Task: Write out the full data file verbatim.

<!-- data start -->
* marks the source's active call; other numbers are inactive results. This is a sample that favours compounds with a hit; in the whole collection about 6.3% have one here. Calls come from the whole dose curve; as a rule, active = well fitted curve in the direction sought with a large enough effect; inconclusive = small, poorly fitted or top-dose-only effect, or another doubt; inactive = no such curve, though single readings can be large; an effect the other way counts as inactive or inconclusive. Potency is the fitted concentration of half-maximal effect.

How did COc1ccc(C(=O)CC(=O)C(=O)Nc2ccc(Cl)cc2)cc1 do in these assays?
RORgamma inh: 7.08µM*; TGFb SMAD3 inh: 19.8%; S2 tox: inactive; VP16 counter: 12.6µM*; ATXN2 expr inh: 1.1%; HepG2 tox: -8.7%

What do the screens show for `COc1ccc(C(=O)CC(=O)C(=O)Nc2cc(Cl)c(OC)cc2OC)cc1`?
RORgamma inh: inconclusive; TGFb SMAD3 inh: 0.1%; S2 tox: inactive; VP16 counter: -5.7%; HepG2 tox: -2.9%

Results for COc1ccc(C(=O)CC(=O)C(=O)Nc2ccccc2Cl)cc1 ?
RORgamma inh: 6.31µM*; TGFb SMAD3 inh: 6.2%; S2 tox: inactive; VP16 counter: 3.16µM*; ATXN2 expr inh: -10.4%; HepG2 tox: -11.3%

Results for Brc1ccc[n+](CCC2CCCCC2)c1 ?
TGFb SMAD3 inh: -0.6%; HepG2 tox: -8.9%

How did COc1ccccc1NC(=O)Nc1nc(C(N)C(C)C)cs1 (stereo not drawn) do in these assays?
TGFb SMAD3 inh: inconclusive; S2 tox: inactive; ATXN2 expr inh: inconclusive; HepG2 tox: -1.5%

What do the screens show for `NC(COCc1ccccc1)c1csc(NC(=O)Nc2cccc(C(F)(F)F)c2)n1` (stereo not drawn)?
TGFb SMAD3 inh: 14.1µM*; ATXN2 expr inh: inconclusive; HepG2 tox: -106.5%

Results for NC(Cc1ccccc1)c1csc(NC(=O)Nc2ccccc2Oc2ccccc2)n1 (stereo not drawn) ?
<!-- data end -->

* marks the source's active call; other numbers are inactive results. This is a sample that favours compounds with a hit; in the whole collection about 6.3% have one here. Calls come from the whole dose curve; as a rule, active = well fitted curve in the direction sought with a large enough effect; inconclusive = small, poorly fitted or top-dose-only effect, or another doubt; inactive = no such curve, though single readings can be large; an effect the other way counts as inactive or inconclusive. Potency is the fitted concentration of half-maximal effect.

How did COc1ccc(C(=O)CC(=O)C(=O)Nc2ccc(Cl)cc2)cc1 do in these assays?
RORgamma inh: 7.08µM*; TGFb SMAD3 inh: 19.8%; S2 tox: inactive; VP16 counter: 12.6µM*; ATXN2 expr inh: 1.1%; HepG2 tox: -8.7%

What do the screens show for `COc1ccc(C(=O)CC(=O)C(=O)Nc2cc(Cl)c(OC)cc2OC)cc1`?
RORgamma inh: inconclusive; TGFb SMAD3 inh: 0.1%; S2 tox: inactive; VP16 counter: -5.7%; HepG2 tox: -2.9%

Results for COc1ccc(C(=O)CC(=O)C(=O)Nc2ccccc2Cl)cc1 ?
RORgamma inh: 6.31µM*; TGFb SMAD3 inh: 6.2%; S2 tox: inactive; VP16 counter: 3.16µM*; ATXN2 expr inh: -10.4%; HepG2 tox: -11.3%

Results for Brc1ccc[n+](CCC2CCCCC2)c1 ?
TGFb SMAD3 inh: -0.6%; HepG2 tox: -8.9%

How did COc1ccccc1NC(=O)Nc1nc(C(N)C(C)C)cs1 (stereo not drawn) do in these assays?
TGFb SMAD3 inh: inconclusive; S2 tox: inactive; ATXN2 expr inh: inconclusive; HepG2 tox: -1.5%

What do the screens show for `NC(COCc1ccccc1)c1csc(NC(=O)Nc2cccc(C(F)(F)F)c2)n1` (stereo not drawn)?
TGFb SMAD3 inh: 14.1µM*; ATXN2 expr inh: inconclusive; HepG2 tox: -106.5%

Results for NC(Cc1ccccc1)c1csc(NC(=O)Nc2ccccc2Oc2ccccc2)n1 (stereo not drawn) ?